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. Last Updated: 07/27/2016

Hyperfiction Joins the Canon

Despite all of the images and words stored on the Internet, computers are not the first things that come to mind as repositories of serious art and literature. On the whole, the Internet and commercial "multimedia" on CD-ROM sometimes seem a linguistic junkyard and wasteland for vanity authors better left unread. However, an article in the Sept. 11 New York Times reported that publisher W.W. Norton (http://www.wwnorton.com) will be including excerpts of two electronic novels in its forthcoming printed anthology, "Postmodern American Fiction."


Inclusion in a Norton anthology effectively canonizes these works as part of mainstream contemporary American literature. The original texts, Michael Joyce's 1987 "Afternoon, a Story" and J. Yellowlees Douglas' 1993 "I Have Said Nothing," were previously available only on diskette from EastGate Systems (http://www.eastgate.com), a pioneer electronic publisher. They are written not as ordinary linear beginning-to-end narratives, but as hypertext, where hundreds of pieces of text are woven together with mouse-clickable links -- the same basic logic and technology that underlies the World Wide Web.


For writers of poetry and prose alike, hypertext offers unique tools to craft narratives with complex interlaced layers of context, history and chronology. Depending on the order in which links are followed, each reader emerges with a unique "experience" of the novel. Alternative paths might even yield entirely different or contradictory endings.


Obviously, hypertext writing does not lend itself to publication in the linear medium of the printed page. Thus Norton chose to publish excerpts, and includes a password with each copy of the anthology that will allow readers to explore the entire version of each text on its web site.


Hypertext literature is difficult to describe in words or visualize unless you have actually read some of the genre's early "canon." Eastgate provides an excellent collection of links to hypertext literature and criticism (http://www.eastgate.com/Hypertext.html), including a full Joyce hyperstory called "Twelve Blue."


An article by Robert Kendall, called "Writing for the New Millennium," (http://www.wenet.net/~rkendall/pw1.htm) helps to place the technique in context and introduce some of the main authors and trends within it.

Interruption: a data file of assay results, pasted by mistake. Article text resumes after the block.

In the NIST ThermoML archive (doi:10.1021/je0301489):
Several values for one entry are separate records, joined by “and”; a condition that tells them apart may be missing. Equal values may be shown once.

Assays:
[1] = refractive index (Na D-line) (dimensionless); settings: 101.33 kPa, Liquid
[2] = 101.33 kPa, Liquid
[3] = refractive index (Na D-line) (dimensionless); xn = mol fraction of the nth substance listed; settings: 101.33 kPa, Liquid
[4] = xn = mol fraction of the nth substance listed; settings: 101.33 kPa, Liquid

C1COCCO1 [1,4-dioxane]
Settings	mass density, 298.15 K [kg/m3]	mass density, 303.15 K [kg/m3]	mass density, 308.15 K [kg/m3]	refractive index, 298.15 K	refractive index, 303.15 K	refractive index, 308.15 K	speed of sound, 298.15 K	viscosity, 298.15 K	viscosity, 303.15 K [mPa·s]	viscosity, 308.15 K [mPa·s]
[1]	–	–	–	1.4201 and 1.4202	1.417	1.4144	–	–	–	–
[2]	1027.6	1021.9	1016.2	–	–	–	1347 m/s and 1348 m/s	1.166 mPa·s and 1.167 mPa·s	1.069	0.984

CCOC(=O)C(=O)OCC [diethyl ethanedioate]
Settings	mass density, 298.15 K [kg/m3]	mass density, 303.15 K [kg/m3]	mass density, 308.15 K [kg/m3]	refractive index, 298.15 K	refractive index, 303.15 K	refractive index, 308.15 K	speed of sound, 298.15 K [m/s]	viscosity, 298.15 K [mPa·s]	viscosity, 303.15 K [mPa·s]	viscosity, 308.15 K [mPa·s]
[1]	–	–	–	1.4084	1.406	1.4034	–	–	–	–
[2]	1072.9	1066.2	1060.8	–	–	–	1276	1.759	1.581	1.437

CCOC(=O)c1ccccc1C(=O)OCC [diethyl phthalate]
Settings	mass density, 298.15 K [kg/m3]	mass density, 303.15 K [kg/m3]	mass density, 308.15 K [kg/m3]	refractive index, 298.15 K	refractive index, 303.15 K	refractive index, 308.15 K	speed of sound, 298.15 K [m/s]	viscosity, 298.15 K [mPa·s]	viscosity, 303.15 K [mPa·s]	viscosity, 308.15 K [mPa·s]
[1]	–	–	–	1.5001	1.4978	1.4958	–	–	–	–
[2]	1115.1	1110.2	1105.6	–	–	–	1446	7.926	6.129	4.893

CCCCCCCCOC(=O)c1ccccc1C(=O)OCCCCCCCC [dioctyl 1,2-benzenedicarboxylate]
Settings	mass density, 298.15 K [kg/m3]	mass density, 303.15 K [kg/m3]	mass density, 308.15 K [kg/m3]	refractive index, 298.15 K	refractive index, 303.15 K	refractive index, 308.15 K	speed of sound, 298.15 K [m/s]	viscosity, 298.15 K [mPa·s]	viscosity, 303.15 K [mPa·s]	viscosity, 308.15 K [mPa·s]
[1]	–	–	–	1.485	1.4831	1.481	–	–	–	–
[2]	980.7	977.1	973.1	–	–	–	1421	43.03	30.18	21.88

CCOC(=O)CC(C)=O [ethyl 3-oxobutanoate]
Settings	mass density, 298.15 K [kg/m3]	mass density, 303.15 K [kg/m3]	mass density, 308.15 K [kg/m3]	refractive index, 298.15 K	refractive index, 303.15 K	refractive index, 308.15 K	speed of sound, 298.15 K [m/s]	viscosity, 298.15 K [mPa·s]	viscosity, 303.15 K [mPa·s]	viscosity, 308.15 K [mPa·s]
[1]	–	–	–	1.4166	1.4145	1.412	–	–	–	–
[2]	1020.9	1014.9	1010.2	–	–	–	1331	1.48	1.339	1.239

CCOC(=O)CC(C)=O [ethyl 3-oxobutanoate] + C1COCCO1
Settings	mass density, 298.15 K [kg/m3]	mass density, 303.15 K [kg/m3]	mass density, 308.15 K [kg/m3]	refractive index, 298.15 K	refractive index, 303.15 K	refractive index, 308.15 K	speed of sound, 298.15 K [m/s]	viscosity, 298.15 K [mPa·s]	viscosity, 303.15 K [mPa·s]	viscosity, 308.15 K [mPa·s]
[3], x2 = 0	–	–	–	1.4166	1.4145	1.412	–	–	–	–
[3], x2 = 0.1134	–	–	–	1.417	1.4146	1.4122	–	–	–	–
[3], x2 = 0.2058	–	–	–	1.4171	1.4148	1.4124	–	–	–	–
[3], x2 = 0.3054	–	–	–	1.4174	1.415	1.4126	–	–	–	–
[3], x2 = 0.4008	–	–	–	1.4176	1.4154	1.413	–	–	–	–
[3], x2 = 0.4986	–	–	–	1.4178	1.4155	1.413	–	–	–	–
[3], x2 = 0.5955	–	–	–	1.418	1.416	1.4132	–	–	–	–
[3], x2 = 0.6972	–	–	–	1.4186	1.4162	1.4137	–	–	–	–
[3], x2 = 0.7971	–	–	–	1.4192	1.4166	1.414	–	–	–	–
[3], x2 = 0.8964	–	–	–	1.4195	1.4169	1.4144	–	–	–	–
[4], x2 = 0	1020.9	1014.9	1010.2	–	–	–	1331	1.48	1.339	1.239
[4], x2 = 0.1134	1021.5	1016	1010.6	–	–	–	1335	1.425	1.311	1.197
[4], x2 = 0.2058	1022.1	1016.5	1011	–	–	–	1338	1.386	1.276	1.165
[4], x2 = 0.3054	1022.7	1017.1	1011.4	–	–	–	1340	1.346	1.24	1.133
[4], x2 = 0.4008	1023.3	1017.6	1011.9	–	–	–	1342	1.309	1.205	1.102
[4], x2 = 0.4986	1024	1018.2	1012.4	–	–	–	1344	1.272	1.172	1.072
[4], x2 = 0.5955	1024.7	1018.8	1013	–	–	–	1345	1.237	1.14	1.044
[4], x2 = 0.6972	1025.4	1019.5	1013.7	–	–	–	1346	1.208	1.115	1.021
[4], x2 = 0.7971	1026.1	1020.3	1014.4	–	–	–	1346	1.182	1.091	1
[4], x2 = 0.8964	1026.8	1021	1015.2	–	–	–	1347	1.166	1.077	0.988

While hypertext literature may represent the artistic cutting edge, more traditional linear writing has also found innovative expression on the Internet. As a promotional experiment, the Amazon.Com bookseller teamed up with renowned author John Updike to create a collaborative short story online (http://www.amazon.com). Updike wrote a 300-word introduction and will conclude the story, while for each of 44 days a panel selects from among brief passages, submitted by Amazon visitors, which carry the story forward in a kind of narrative relay. Each day's "winning" author receives a $1,000 prize, while all entrants are eligible for a $100,000 grand prize drawing once the story is complete.


Aspiring online literary magazines of reasonable quality have also started to emerge. The ELectronic LIterary MAgazinE (http://www.elimae.com) offers a small but growing archive of essays, fiction, author interviews, poetry and criticism. Web del Sol (http://www.webdelsol.com), which aspires to "acquire and frame the finest contemporary literary art," offers an attractive forum where traditional print literary journals, including North American Review and The Literary Review, can open and house online versions. Another site called ZuZu's Petals (http:/www.lehigh.net/


zuzu) offers contests and postings for poets and contains an exhaustive catalog of links to other Internet literary resources.


Several companies have also started to sell downloadable versions of traditional books online, including BiblioBytes (http://www.bibliobytes.com), OverDrive Systems (http://www.bookaisle.com) and Pulpless (http://www.pulpless.com).


With ongoing consolidation in the traditional publishing industry, online publishers offer hope that specialized "niche" books can remain profitable by reducing promotion and production costs. These publishers can also offer specialized services that their print brethren cannot, such as allowing customers to "assemble" cookbooks based on the individual cuisines and recipes they prefer.


Still, it remains to be seen whether this kind of publishing can be commercially viable in the long term. Hard-core Internet junkies will buy and download books from the net, but will the public at large join them?


Assuming the roughly equivalent content quality of electronic and traditional publishing, it seems to me that the main obstacle to its spread will be that, quite simply, people like books.


You can take a book to the beach, on the train and to the bathroom, and the text is easy to read without eyestrain. Even the smallest and best portable PCs have a long way to go before they will meet those criteria. Still, it is probably just a matter of time before lightweight, paperback-sized electronic reading devices will appear as competitive alternatives.


As more aspiring authors begin to experiment with the new dimensions and creative potential of electronic print media, it will be fascinating to watch the literature that emerges. One can only imagine what Michael Joyce's namesake, James, might have done with hypertext: "Ulysses" meets the "Dubliners" in cyberspace?





Bill Fick welcomes any tips on interesting web sites or questions concerning the Internet for response in future editions of this column. Fick is co-founder of Samovar Internet Consulting, LLC. Web: http://www.samovar.ru


e-mail: bill@samovar.ru fax: 233-2261